What is it? Modern Warfare 2’s standalone F2P battle royale
Expect to pay: Free to play
Developer: Infinity Ward/Raven Software
Publisher: Activision Blizzard
Reviewed on: Windows 10, Ryzen R7 5700g, 16GB DDR4 Ram, Radeon RX 5700
Multiplayer? Up to 150 players
Despite being bogged down by technical issues and an agonizingly clunky user interface, Call of Duty: Warzone 2 is a massive step up over its predecessor, with clever implementation of AI soldiers, social features that push the chaos to new heights, and perhaps most importantly, a fantastic new map.
A battle royale game is only as good as its map, after all, and Al Mazrah is up there as one of the best I’ve yet played on. A jewel of the Islamic Golden Age, the fictional nation of Udal has been laid low by internal strife and foreign intervention. There’s a buffet of associative imagery available here, with Al Mazrah’s rolling dunes and rocky crags bringing to mind the Gulf War, and the ravaged districts of its urban centers invoking the Battle for Mosul. Half-finished financial districts contrast wonderfully against the battle-scarred mosques, crusader castles, and bazaars, resulting in a map that feels less artificial and, eerily, more lived in than predecessors Verdansk and Caldera.
Vehicles are now vital for crossing those wide-open spaces. They still handle like gigantic RC cars (why was PUBG the only battle royale game to get driving right?), but vehicle-to-vehicle combat is much more enjoyable. One of my favorite new features is the ability to transition from the car seat to the roof with a button press. It’s a lot of fun to get into a chase with another squad and see soldiers crawl out the windows, desperately trying to quickscope the other driver from the roof.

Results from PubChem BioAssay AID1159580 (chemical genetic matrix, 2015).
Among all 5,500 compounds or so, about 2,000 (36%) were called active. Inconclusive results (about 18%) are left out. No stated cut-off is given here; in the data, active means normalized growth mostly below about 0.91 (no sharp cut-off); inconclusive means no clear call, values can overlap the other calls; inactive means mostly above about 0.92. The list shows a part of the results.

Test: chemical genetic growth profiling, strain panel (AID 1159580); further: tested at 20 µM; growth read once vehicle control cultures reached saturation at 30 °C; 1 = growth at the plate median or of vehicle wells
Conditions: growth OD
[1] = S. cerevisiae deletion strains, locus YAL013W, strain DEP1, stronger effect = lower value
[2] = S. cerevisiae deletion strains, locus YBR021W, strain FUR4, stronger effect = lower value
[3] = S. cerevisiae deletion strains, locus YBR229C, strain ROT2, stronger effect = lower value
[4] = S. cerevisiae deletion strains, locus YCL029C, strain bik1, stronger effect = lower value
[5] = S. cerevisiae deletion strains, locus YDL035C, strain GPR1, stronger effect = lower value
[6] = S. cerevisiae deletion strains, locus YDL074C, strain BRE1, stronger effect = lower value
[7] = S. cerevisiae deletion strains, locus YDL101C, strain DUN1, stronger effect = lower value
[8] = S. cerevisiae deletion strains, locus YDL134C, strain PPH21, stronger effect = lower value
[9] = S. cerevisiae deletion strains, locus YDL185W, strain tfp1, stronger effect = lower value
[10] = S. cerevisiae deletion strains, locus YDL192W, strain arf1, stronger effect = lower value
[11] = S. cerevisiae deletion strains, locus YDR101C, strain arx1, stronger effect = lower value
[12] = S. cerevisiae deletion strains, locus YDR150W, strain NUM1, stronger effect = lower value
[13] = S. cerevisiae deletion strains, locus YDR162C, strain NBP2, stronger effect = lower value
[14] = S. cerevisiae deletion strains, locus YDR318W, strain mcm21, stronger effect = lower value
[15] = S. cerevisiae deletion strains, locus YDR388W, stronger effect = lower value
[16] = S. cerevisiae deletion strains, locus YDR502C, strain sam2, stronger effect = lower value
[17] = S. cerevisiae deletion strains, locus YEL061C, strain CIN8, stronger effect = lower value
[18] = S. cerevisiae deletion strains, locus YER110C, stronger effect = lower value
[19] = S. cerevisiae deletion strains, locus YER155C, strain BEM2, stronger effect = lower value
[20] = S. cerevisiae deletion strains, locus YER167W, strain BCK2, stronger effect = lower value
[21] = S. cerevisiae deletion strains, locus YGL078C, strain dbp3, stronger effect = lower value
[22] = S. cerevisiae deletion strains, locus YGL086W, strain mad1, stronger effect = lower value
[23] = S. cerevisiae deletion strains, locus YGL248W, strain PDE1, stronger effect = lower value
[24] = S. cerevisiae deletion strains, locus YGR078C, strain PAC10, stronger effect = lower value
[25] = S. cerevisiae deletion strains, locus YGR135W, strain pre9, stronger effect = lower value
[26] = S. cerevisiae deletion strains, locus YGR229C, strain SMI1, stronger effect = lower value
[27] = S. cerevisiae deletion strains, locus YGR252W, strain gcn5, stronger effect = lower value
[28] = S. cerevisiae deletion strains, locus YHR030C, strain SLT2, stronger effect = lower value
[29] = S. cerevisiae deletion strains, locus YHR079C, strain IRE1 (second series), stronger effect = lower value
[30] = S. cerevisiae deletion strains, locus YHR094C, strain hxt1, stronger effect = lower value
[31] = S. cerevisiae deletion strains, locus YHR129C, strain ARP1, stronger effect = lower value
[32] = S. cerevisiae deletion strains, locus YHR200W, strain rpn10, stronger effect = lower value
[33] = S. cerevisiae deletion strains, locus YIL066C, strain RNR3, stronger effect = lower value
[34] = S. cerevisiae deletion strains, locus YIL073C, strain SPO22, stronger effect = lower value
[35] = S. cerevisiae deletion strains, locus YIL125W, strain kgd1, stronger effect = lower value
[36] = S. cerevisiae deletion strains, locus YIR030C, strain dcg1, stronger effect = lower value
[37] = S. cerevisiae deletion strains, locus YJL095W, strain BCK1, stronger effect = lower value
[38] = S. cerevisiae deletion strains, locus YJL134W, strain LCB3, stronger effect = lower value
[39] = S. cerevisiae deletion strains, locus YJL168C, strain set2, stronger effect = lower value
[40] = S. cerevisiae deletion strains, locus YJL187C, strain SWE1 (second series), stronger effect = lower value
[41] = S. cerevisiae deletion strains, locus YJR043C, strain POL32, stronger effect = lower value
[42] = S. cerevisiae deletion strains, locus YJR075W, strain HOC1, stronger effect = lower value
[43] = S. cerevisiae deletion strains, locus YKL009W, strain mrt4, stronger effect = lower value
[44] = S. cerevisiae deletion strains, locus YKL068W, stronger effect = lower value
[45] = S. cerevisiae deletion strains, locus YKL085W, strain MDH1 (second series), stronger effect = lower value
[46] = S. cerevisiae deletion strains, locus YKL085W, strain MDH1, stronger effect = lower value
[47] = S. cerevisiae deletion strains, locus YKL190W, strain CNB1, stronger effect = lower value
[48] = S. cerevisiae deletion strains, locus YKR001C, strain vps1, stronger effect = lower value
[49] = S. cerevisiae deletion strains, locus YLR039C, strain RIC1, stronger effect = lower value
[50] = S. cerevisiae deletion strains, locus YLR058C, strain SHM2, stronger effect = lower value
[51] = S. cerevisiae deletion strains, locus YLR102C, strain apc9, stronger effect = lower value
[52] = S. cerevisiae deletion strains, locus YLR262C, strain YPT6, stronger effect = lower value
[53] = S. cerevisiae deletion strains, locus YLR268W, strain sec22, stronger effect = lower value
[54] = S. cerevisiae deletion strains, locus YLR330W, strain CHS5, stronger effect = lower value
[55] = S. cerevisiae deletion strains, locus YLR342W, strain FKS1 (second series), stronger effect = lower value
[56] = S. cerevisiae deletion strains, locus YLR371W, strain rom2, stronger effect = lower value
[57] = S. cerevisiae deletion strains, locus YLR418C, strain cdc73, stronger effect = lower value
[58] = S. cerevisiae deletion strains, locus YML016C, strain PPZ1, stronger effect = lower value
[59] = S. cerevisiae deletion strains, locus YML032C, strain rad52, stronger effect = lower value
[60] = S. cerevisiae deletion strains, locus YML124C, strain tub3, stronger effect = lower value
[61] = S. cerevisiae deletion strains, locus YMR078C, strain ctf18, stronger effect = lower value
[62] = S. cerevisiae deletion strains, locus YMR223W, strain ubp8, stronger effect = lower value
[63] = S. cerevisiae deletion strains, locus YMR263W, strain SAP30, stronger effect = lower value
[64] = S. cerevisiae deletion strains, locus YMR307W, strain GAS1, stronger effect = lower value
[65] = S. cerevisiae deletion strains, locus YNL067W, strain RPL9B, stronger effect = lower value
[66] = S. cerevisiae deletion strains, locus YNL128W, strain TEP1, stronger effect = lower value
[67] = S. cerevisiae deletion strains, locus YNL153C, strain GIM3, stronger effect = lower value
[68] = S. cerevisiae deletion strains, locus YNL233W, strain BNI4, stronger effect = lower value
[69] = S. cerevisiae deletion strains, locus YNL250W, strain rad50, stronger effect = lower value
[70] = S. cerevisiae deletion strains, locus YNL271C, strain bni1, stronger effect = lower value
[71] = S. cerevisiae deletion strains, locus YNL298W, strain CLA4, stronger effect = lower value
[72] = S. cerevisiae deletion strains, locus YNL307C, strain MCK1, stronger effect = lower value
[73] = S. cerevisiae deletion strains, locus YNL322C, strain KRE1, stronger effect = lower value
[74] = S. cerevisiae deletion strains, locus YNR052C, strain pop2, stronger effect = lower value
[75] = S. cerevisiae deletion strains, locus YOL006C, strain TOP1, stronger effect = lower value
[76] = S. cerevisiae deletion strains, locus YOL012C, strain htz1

Cars aren't the only star: Al-Mazrah’s been carved up not only by foreign capital, but climate change as well, leaving a network of man-made waterways that allow for easy traversal via boat. Al-Mazrah city is bisected by a canal, spilling out into a village devoured by encroaching marshlands. God help you if the circle picks Mawizeh as the game-ending area. The war torn district is a rat’s nest of underwater caves perfect for stealthy ambushes, and when combined with obscuring swamp foliage and the visibility-limiting poison gas cloud, fighting in there is the stuff of nightmares.
Meet me in Al-Mazrah
The mechanics of Warzone 2 are not a significant departure from Warzone 1. It’s Call of Duty combat in a battle royale map, but it’s how Warzone 2 pushes and pulls players into and out of its responsive, punishing gun fights that makes it stand out. One tweak to the standard battle royale format in Warzone 2 is the inclusion of Strongholds, semi-scripted encounters with surprisingly vicious AI that shake up the gear progression in an engaging way. Strongholds serve as a great warmup in the early to mid-game, but aren't trivial. Gunfights with these guys are brutal, and I never quite felt like I could approach a Stronghold with certainty that I wouldn’t get my ass kicked. I even had a couple sieges interrupted by other squads, and those were easily some of the most harrowing, teeth grinding combat experiences I've had in a battle royale game.